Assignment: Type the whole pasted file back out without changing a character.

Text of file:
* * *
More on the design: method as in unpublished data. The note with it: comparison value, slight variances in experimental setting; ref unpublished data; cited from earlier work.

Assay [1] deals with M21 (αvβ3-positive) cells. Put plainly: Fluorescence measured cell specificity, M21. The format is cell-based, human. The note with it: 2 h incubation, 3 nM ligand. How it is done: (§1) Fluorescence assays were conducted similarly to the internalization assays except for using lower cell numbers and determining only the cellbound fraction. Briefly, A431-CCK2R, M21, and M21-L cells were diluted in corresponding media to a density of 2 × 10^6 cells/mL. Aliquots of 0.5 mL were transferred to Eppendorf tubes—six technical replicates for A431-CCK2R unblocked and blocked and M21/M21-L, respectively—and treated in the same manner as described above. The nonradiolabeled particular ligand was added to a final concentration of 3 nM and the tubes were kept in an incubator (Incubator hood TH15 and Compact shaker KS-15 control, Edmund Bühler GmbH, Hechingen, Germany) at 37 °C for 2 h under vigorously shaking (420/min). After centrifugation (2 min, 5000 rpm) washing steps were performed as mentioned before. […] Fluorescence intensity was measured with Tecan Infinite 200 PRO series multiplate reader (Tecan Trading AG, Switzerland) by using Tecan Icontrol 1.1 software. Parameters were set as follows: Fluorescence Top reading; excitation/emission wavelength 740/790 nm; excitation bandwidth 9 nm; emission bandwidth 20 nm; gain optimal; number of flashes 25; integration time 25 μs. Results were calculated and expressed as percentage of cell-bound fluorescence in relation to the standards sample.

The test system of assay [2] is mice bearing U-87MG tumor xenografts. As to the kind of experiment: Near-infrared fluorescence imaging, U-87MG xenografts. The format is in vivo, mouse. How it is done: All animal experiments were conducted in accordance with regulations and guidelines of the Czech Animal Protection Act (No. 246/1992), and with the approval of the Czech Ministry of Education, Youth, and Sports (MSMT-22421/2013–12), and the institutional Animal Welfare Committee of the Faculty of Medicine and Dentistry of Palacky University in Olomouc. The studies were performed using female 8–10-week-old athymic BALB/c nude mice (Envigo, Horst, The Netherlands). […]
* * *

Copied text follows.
More on the design: method as in unpublished data. The note with it: comparison value, slight variances in experimental setting; ref unpublished data; cited from earlier work.

Assay [1] deals with M21 (αvβ3-positive) cells. Put plainly: Fluorescence measured cell specificity, M21. The format is cell-based, human. The note with it: 2 h incubation, 3 nM ligand. How it is done: (§1) Fluorescence assays were conducted similarly to the internalization assays except for using lower cell numbers and determining only the cellbound fraction. Briefly, A431-CCK2R, M21, and M21-L cells were diluted in corresponding media to a density of 2 × 10^6 cells/mL. Aliquots of 0.5 mL were transferred to Eppendorf tubes—six technical replicates for A431-CCK2R unblocked and blocked and M21/M21-L, respectively—and treated in the same manner as described above. The nonradiolabeled particular ligand was added to a final concentration of 3 nM and the tubes were kept in an incubator (Incubator hood TH15 and Compact shaker KS-15 control, Edmund Bühler GmbH, Hechingen, Germany) at 37 °C for 2 h under vigorously shaking (420/min). After centrifugation (2 min, 5000 rpm) washing steps were performed as mentioned before. […] Fluorescence intensity was measured with Tecan Infinite 200 PRO series multiplate reader (Tecan Trading AG, Switzerland) by using Tecan Icontrol 1.1 software. Parameters were set as follows: Fluorescence Top reading; excitation/emission wavelength 740/790 nm; excitation bandwidth 9 nm; emission bandwidth 20 nm; gain optimal; number of flashes 25; integration time 25 μs. Results were calculated and expressed as percentage of cell-bound fluorescence in relation to the standards sample.

The test system of assay [2] is mice bearing U-87MG tumor xenografts. As to the kind of experiment: Near-infrared fluorescence imaging, U-87MG xenografts. The format is in vivo, mouse. How it is done: All animal experiments were conducted in accordance with regulations and guidelines of the Czech Animal Protection Act (No. 246/1992), and with the approval of the Czech Ministry of Education, Youth, and Sports (MSMT-22421/2013–12), and the institutional Animal Welfare Committee of the Faculty of Medicine and Dentistry of Palacky University in Olomouc. The studies were performed using female 8–10-week-old athymic BALB/c nude mice (Envigo, Horst, The Netherlands). […]